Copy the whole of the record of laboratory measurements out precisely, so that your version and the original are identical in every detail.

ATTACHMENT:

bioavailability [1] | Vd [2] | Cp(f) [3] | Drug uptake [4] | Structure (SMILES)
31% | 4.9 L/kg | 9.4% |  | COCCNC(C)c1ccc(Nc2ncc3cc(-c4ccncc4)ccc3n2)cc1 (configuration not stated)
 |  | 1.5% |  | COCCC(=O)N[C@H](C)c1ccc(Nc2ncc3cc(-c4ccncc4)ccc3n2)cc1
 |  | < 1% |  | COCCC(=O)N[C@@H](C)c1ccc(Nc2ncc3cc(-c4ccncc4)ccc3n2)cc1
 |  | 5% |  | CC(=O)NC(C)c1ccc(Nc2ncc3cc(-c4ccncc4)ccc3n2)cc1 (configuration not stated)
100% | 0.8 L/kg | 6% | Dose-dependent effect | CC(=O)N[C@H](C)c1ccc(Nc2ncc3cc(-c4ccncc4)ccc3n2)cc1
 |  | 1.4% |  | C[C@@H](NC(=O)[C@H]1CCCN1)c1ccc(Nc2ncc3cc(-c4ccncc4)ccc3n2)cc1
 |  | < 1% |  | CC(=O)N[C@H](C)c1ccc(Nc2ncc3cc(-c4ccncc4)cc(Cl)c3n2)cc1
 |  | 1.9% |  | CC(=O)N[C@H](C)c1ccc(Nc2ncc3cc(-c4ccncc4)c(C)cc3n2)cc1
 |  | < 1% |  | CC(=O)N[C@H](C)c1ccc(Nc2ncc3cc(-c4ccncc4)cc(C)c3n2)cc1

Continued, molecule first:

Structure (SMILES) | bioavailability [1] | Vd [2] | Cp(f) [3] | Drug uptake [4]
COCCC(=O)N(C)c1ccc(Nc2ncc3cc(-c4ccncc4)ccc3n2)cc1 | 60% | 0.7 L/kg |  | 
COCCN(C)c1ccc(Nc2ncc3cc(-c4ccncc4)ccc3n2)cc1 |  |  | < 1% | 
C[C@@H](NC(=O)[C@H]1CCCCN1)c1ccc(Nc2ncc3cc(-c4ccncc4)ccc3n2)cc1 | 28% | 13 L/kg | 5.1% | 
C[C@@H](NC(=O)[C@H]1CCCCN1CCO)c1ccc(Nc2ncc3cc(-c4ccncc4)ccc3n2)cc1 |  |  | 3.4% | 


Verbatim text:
bioavailability [1] | Vd [2] | Cp(f) [3] | Drug uptake [4] | Structure (SMILES)
31% | 4.9 L/kg | 9.4% |  | COCCNC(C)c1ccc(Nc2ncc3cc(-c4ccncc4)ccc3n2)cc1 (configuration not stated)
 |  | 1.5% |  | COCCC(=O)N[C@H](C)c1ccc(Nc2ncc3cc(-c4ccncc4)ccc3n2)cc1
 |  | < 1% |  | COCCC(=O)N[C@@H](C)c1ccc(Nc2ncc3cc(-c4ccncc4)ccc3n2)cc1
 |  | 5% |  | CC(=O)NC(C)c1ccc(Nc2ncc3cc(-c4ccncc4)ccc3n2)cc1 (configuration not stated)
100% | 0.8 L/kg | 6% | Dose-dependent effect | CC(=O)N[C@H](C)c1ccc(Nc2ncc3cc(-c4ccncc4)ccc3n2)cc1
 |  | 1.4% |  | C[C@@H](NC(=O)[C@H]1CCCN1)c1ccc(Nc2ncc3cc(-c4ccncc4)ccc3n2)cc1
 |  | < 1% |  | CC(=O)N[C@H](C)c1ccc(Nc2ncc3cc(-c4ccncc4)cc(Cl)c3n2)cc1
 |  | 1.9% |  | CC(=O)N[C@H](C)c1ccc(Nc2ncc3cc(-c4ccncc4)c(C)cc3n2)cc1
 |  | < 1% |  | CC(=O)N[C@H](C)c1ccc(Nc2ncc3cc(-c4ccncc4)cc(C)c3n2)cc1

Continued, molecule first:

Structure (SMILES) | bioavailability [1] | Vd [2] | Cp(f) [3] | Drug uptake [4]
COCCC(=O)N(C)c1ccc(Nc2ncc3cc(-c4ccncc4)ccc3n2)cc1 | 60% | 0.7 L/kg |  | 
COCCN(C)c1ccc(Nc2ncc3cc(-c4ccncc4)ccc3n2)cc1 |  |  | < 1% | 
C[C@@H](NC(=O)[C@H]1CCCCN1)c1ccc(Nc2ncc3cc(-c4ccncc4)ccc3n2)cc1 | 28% | 13 L/kg | 5.1% | 
C[C@@H](NC(=O)[C@H]1CCCCN1CCO)c1ccc(Nc2ncc3cc(-c4ccncc4)ccc3n2)cc1 |  |  | 3.4% | 